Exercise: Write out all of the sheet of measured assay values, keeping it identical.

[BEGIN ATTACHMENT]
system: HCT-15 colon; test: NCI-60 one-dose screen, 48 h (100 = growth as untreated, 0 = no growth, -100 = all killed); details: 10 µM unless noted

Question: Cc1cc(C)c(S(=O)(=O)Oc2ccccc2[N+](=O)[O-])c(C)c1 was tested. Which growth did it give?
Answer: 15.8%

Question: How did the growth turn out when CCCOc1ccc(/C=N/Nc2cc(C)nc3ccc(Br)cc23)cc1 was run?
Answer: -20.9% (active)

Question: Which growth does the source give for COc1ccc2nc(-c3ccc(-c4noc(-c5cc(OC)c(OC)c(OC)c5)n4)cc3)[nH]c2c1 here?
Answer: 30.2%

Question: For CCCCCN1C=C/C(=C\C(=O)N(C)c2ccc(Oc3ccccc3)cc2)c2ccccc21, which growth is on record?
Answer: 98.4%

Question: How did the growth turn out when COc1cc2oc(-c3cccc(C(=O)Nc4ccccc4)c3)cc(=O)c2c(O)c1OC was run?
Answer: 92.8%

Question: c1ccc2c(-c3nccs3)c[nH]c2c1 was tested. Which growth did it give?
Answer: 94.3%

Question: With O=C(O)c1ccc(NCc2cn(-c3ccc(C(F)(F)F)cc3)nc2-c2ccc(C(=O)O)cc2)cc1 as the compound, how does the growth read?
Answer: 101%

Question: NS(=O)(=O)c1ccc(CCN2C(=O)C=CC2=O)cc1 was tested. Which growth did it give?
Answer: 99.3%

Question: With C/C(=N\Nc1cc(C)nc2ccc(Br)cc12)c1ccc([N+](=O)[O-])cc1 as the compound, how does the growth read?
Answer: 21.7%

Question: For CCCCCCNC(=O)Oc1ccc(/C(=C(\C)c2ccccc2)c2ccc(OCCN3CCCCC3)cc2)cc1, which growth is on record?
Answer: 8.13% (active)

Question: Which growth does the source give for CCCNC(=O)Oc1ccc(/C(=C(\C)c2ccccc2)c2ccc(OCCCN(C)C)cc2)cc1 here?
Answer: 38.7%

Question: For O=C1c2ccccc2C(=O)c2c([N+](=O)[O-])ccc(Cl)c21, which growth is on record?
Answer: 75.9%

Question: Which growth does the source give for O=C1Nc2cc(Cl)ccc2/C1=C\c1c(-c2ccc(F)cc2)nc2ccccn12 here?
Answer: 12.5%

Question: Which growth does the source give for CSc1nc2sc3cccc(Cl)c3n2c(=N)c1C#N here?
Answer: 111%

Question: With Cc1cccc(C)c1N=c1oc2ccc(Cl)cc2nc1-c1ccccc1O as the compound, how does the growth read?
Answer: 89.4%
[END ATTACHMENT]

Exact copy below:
system: HCT-15 colon; test: NCI-60 one-dose screen, 48 h (100 = growth as untreated, 0 = no growth, -100 = all killed); details: 10 µM unless noted

Question: Cc1cc(C)c(S(=O)(=O)Oc2ccccc2[N+](=O)[O-])c(C)c1 was tested. Which growth did it give?
Answer: 15.8%

Question: How did the growth turn out when CCCOc1ccc(/C=N/Nc2cc(C)nc3ccc(Br)cc23)cc1 was run?
Answer: -20.9% (active)

Question: Which growth does the source give for COc1ccc2nc(-c3ccc(-c4noc(-c5cc(OC)c(OC)c(OC)c5)n4)cc3)[nH]c2c1 here?
Answer: 30.2%

Question: For CCCCCN1C=C/C(=C\C(=O)N(C)c2ccc(Oc3ccccc3)cc2)c2ccccc21, which growth is on record?
Answer: 98.4%

Question: How did the growth turn out when COc1cc2oc(-c3cccc(C(=O)Nc4ccccc4)c3)cc(=O)c2c(O)c1OC was run?
Answer: 92.8%

Question: c1ccc2c(-c3nccs3)c[nH]c2c1 was tested. Which growth did it give?
Answer: 94.3%

Question: With O=C(O)c1ccc(NCc2cn(-c3ccc(C(F)(F)F)cc3)nc2-c2ccc(C(=O)O)cc2)cc1 as the compound, how does the growth read?
Answer: 101%

Question: NS(=O)(=O)c1ccc(CCN2C(=O)C=CC2=O)cc1 was tested. Which growth did it give?
Answer: 99.3%

Question: With C/C(=N\Nc1cc(C)nc2ccc(Br)cc12)c1ccc([N+](=O)[O-])cc1 as the compound, how does the growth read?
Answer: 21.7%

Question: For CCCCCCNC(=O)Oc1ccc(/C(=C(\C)c2ccccc2)c2ccc(OCCN3CCCCC3)cc2)cc1, which growth is on record?
Answer: 8.13% (active)

Question: Which growth does the source give for CCCNC(=O)Oc1ccc(/C(=C(\C)c2ccccc2)c2ccc(OCCCN(C)C)cc2)cc1 here?
Answer: 38.7%

Question: For O=C1c2ccccc2C(=O)c2c([N+](=O)[O-])ccc(Cl)c21, which growth is on record?
Answer: 75.9%

Question: Which growth does the source give for O=C1Nc2cc(Cl)ccc2/C1=C\c1c(-c2ccc(F)cc2)nc2ccccn12 here?
Answer: 12.5%

Question: Which growth does the source give for CSc1nc2sc3cccc(Cl)c3n2c(=N)c1C#N here?
Answer: 111%

Question: With Cc1cccc(C)c1N=c1oc2ccc(Cl)cc2nc1-c1ccccc1O as the compound, how does the growth read?
Answer: 89.4%